GROSS: That's great, but you couldn't try that yourself.

AUSTER: Well, I guess I just never thought of that.

GROSS: Right.

AUSTER: I wasn't equipped to do this job.

GROSS: At some point, you decided to try writing a detective novel. You'd read a lot of detective fiction, I guess thought you could do it yourself and that it would be saleable. Tell me more about why you decided to head in that direction 'cause in the past, what you'd published was your plays, poetry, translations.

AUSTER: That's right - book reviews, essays, but no fiction up to that point. But, well, this came at probably the grimmest moment of all these struggles. We're talking about the late '70s now, '78. I was so stymied in my own work. I really hadn't written anything much for months. And one night, lying in bed with tormented insomnia, for some reason, an idea for a detective story popped into my head. And the next morning, I thought, well, listen. Why don't you just sit down and do it?

It took me not very long. I worked very hard very quickly, you know, two months perhaps, 2 1/2 months. I finished the book, and I didn't see why it couldn't get published. But here again, my own stupidity and lack of experience interfered. I had no agent. I didn't even know how to get a literary agent, and I didn't really have any good contacts among publishers for this kind of thing. And the book never really got anywhere, and just a few months after that, my marriage broke up. My father died. All kinds of other things happened, and the book was put to the side for a number of years.

And later on - another crazy story - maybe about four years later, someone I had met only once a number of years before called out of the blue and said, I'm starting a publishing company. Do you have any books you would like to give me? I said, well, you know, there is this manuscript I've had in my closet for the last four years. Maybe you'd like to take a look at that. So I sent it to him, and

AUSTER: And, indeed, he liked it and set out to publish it, but he was not much of a businessman either. And the book was printed. But by the time it was done, he had no money left, he had no distributor. And the book was stuck in a warehouse somewhere in Brooklyn. And as far as I know, it's still there 20 years later or 15 years later. But at that point, I knew a little more about things, and I finally did get an agent and the book finally was published as a paperback.

GROSS: That interview with paul auster was recorded in 1997. Auster died Tuesday at the age of 77. We'll hear an excerpt of my 2004 interview with him after a break. This is FRESH AIR.

(SOUNDBITE OF PAUL CHAMBERS' "EASE IT")

GROSS: This is FRESH AIR. We're remembering writer Paul Auster, who died Tuesday. Our next interview with him is from 2004, when a lot of NPR listeners knew him as the editor and on-air voice of its National Story Project. The occasion for this interview was the publication of his novel "Oracle" about a writer whose recent illness has left him without the energy or focus to write or do much of anything until he finds a seemingly magical notebook. The stories he writes in it take on an odd and inexplicable connection to his actual life.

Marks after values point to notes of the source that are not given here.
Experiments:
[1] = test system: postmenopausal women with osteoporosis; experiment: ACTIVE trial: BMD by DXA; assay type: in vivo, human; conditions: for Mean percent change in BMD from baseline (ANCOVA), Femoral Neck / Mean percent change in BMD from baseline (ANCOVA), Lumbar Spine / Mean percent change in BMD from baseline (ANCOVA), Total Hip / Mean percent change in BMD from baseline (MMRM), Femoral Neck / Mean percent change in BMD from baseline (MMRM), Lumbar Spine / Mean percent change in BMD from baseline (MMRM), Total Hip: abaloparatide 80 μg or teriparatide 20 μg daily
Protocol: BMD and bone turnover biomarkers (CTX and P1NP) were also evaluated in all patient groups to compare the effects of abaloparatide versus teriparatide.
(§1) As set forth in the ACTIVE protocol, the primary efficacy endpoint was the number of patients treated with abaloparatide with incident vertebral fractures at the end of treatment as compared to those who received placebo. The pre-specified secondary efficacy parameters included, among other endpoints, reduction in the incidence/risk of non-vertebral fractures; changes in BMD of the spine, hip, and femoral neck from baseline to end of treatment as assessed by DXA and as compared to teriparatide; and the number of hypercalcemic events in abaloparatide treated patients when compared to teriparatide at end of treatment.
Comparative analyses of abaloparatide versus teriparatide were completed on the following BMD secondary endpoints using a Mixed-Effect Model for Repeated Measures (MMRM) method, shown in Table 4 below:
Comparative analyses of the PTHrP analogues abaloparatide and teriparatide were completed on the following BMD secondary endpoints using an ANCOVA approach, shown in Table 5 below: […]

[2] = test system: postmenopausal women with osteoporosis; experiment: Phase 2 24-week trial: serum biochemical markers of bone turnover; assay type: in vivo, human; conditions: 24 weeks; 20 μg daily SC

Paul Auster, welcome back to FRESH AIR. Now, the last time we spoke was in September of 2002. And that interview ended on a kind of dramatic note (laughter). We were running out of time. And just as we were running out of time, we were talking a little bit about how you had reached that stage in life where many people you know and who you had been close to had died, and you were discussing how it affected you. And then you said something that I didn't have time to ask you about because we ran out of time. Let me play back what you said.

AUSTER: I'm not really gloomy about it at all.

GROSS: Why not?

AUSTER: I'm just trying to get the most out of the time that's left to me. I hope it's still many years, but I can't bank on that at all. And every day becomes more precious than the one before. And, you know, there's this great desire to do the work that I feel I have it in me still to do and to, you know, take care of the people I love as best I can and to just appreciate the miracle of being alive. Just a month ago, my wife, daughter and I were in a horrific car accident, and the car was demolished. We were blindsided by a speeding van not far from our house in Brooklyn, and the impact of that collision, you know, is still with me, you know, reverberating through my body.

It was a nightmare experience, and we should be dead. And when I saw the car afterwards, I don't know how we got out of there alive. You know, we should be dead, but we're not. And it's just another reminder about how things can change in an instant, how precarious and unpredictable life is. And it just reminded me all over again that I'm just so lucky, lucky to be breathing still, and I want to go on breathing as long as I can.

GROSS: Well, Paul, that's where our interview ended in September of 2002 'cause the clock ran out (laughter).